On the home front, we’re starting to think about the list of jobs ahead of us as we reset the house, fit in a couple more excursions, and pack (yikes!) for the journey home. We’ve decided on some time in California and Vancouver before heading back to Winterpeg where temperatures will be well and truly below freezing.
There are a couple of social engagements on the calendar with friends and we try not to think too hard about “lasts” but there will be a bunch of them coming up, each tugging at our emotions. We’ll get one last picnic in the mountains with the kangaroos, and another dinner and musical night with our friends. Carlen is off to Canberra with his school for a few days in a couple of weeks, and we’ll take that opportunity to finally visit a vineyard or two.
As much as we would be happy to stay, we’re sure looking forward to a few things when we get home: hugs and visits with our families and friends, cinnamon buns, grated horseradish, perogies and cabbage rolls, hot dogs over an open fire, cheap fuel, fields of canola and sunflowers, the Big Dipper and Casiopia in the night sky (and seeing Orion standing upright!).
Actually, that’s one thing I’ve found interesting and, at the same time, a little unsettling – looking up at the night sky and not really recognizing anything – hard feeling to explain. I’ve always loved the stars and knew where everything was – a sense of place in the cosmos. Here is different – unfamiliar, disorienting. If I think too much about it I can get emotional for some reason. Had great experiences here with telescopes and observing the night sky. Suppose I’ll miss the Southen Cross when we’re back too.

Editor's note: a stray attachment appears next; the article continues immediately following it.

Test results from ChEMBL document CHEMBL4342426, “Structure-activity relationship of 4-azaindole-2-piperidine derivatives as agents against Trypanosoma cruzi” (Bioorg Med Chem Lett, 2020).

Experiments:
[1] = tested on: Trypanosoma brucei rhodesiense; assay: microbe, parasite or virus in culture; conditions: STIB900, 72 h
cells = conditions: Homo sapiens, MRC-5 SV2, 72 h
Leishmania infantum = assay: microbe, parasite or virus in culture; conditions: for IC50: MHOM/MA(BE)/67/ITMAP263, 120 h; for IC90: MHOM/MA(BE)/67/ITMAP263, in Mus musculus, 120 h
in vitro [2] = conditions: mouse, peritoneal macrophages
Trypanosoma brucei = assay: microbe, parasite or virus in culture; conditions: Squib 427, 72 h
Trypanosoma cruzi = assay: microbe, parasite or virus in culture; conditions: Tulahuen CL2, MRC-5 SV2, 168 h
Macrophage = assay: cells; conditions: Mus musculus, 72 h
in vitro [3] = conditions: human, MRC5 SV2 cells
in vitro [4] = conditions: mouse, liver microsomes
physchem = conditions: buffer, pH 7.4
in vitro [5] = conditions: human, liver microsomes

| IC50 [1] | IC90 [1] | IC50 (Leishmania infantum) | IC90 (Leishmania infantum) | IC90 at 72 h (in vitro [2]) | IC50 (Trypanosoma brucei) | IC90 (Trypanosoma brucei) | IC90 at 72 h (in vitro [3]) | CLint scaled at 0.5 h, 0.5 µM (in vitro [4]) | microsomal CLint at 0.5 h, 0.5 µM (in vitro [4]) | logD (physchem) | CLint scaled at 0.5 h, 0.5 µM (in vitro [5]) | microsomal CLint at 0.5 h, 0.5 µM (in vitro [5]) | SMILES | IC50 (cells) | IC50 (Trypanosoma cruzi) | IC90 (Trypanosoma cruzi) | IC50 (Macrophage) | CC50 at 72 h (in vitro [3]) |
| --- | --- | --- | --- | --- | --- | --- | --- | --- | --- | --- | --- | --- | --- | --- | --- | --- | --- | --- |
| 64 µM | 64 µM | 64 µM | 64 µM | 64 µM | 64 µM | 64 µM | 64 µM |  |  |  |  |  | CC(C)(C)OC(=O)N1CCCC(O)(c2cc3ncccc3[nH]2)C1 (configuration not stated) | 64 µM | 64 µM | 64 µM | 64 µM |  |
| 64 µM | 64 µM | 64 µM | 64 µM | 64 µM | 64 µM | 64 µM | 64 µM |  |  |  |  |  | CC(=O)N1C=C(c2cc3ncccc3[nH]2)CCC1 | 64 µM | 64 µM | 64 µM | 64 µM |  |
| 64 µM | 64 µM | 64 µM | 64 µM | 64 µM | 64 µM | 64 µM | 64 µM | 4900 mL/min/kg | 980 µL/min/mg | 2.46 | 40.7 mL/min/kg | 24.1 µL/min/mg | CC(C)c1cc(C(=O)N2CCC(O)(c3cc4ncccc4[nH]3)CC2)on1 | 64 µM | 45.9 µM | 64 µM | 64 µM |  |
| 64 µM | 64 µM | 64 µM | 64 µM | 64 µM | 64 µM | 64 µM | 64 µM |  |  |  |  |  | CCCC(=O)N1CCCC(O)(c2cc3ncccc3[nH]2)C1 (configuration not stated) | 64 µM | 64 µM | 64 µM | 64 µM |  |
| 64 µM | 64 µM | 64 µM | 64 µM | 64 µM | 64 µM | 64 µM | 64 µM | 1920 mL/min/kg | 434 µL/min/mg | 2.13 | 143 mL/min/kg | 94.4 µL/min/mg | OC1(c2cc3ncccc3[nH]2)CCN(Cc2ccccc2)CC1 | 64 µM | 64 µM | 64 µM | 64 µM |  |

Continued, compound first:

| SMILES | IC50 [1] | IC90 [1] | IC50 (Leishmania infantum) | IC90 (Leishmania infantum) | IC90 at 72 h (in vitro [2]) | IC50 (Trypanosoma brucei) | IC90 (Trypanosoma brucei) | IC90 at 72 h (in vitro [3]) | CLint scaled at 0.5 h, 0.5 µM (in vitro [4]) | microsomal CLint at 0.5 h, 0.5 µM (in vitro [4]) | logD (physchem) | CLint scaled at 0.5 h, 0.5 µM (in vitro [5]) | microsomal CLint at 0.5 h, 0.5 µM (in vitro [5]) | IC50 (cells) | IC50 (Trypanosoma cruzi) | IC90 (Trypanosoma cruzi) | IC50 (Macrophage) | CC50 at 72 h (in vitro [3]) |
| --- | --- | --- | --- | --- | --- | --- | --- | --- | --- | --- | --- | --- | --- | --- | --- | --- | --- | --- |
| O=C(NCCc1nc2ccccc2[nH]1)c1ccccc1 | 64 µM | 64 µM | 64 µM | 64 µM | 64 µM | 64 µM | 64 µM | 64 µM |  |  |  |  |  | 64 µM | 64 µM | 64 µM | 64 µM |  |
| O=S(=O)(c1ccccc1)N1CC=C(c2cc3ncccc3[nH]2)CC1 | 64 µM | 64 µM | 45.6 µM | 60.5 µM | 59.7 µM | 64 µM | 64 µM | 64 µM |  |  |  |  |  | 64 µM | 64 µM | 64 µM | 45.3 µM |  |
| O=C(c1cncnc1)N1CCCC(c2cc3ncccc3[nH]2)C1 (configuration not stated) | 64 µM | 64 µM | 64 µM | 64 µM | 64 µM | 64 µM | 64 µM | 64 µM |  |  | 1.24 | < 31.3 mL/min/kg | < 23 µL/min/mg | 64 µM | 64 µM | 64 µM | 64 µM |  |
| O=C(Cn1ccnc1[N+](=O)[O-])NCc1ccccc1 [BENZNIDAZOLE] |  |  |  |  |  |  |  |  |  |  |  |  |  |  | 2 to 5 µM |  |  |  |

Term four is the last stretch of our exchange year. At this point we feel completely at home here, have some good friends and some involvement in the community. The list of things we want to do is still long and we know we can’t do it all, but we have done a lot. Many times we reflect and marvel at all the things we have been able to do in the last 10 month; it seems unreal at times that this is actually our life!
We arrived back from Thailand in time for the Open Day at the Siding Spring Observatory where we got to tour the inside of Australia’s largest telescope. As part of the Orbital Swing Band, Carlen and I also played two 2-hour sets out on the lawn. ABC Radio National program, “Science” was there and recorded a very tiny bit of our performance and used it for the intro to their episode on the observatory. You can hear it HERE if you want. The following day we attended a talk with Australian astronaut Andy Thomas who described a day in the life of an honest-to-goodness space man! Monday was a holiday making the first week back a short four day week.
More and more people (friends and students) are commenting that out time here is running out. It’s hard to think about having to leave – of course we dearly miss our family and friends, the familiarity of our cozy home and the community that surrounds it, but we’ve established some roots here too which will not be dug up, but stretched across the planet and will always be part of us.
It’s nice to hear the kids at school say they’ll miss me, or want me to stay – it was a hard slog at the start getting through the crusty exteriors but it happened eventually with most of them. Another reason why it will be so hard to leave – relationships like that, that are so hard won, are hard to leave, though social media will make it easier to maintain some ties and see which paths these kids decide to take in the future.